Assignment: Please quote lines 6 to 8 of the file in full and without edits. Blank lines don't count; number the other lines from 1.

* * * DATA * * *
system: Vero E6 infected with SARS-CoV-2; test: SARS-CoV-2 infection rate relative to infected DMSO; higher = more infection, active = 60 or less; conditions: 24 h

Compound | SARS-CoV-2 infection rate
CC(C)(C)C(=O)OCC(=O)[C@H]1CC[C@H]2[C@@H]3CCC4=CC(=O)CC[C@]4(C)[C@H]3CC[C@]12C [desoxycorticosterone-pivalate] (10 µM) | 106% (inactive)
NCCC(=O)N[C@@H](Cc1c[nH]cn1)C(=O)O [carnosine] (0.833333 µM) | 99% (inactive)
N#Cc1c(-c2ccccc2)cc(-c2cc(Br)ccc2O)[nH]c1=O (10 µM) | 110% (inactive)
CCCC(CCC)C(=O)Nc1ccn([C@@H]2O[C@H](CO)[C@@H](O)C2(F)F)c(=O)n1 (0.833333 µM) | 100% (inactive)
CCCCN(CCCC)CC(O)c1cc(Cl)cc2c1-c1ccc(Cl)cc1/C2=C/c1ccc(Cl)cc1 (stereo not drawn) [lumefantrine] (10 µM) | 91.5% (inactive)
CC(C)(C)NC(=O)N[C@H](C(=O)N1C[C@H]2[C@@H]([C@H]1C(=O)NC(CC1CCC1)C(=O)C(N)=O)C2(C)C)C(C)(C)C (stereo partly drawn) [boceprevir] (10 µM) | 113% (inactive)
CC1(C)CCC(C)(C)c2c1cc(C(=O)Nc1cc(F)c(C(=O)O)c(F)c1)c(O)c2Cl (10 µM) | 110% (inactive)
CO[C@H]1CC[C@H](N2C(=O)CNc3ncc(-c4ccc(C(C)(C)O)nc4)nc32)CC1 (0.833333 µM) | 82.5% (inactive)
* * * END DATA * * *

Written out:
CCCC(CCC)C(=O)Nc1ccn([C@@H]2O[C@H](CO)[C@@H](O)C2(F)F)c(=O)n1 (0.833333 µM) | 100% (inactive)
CCCCN(CCCC)CC(O)c1cc(Cl)cc2c1-c1ccc(Cl)cc1/C2=C/c1ccc(Cl)cc1 (stereo not drawn) [lumefantrine] (10 µM) | 91.5% (inactive)
CC(C)(C)NC(=O)N[C@H](C(=O)N1C[C@H]2[C@@H]([C@H]1C(=O)NC(CC1CCC1)C(=O)C(N)=O)C2(C)C)C(C)(C)C (stereo partly drawn) [boceprevir] (10 µM) | 113% (inactive)